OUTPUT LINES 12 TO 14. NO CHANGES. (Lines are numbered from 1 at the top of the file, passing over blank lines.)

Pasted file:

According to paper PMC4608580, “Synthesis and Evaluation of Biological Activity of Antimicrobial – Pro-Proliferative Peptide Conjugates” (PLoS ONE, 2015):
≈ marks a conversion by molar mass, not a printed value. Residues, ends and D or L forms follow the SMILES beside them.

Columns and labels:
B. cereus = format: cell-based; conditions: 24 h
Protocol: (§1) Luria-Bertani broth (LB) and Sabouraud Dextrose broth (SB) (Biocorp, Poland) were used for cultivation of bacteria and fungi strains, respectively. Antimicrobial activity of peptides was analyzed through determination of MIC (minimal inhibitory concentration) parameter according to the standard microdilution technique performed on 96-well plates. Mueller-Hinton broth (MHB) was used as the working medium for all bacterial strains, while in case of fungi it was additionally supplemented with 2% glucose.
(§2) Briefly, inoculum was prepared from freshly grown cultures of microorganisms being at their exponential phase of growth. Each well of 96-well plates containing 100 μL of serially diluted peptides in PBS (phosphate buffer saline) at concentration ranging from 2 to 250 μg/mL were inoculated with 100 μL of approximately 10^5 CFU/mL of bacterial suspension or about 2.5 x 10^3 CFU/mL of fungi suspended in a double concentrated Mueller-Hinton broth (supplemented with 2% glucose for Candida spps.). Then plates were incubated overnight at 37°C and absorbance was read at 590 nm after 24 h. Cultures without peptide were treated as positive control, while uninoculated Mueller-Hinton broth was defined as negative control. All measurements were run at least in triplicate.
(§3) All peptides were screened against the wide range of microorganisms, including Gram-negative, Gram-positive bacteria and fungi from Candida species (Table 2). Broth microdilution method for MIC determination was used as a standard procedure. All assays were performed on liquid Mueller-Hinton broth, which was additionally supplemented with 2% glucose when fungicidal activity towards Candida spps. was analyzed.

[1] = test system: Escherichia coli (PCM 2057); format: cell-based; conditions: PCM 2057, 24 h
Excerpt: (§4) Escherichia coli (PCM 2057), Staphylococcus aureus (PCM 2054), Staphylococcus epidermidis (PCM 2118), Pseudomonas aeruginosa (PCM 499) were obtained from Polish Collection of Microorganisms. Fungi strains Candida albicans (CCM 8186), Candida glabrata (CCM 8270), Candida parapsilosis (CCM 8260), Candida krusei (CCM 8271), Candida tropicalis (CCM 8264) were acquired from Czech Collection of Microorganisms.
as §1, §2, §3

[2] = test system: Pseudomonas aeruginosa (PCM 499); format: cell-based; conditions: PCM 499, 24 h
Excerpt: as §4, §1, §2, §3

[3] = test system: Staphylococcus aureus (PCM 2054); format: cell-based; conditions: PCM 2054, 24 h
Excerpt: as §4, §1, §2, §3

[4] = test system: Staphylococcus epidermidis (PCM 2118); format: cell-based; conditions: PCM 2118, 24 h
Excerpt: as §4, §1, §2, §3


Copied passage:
Excerpt: as §4, §1, §2, §3

[3] = test system: Staphylococcus aureus (PCM 2054); format: cell-based; conditions: PCM 2054, 24 h
Excerpt: as §4, §1, §2, §3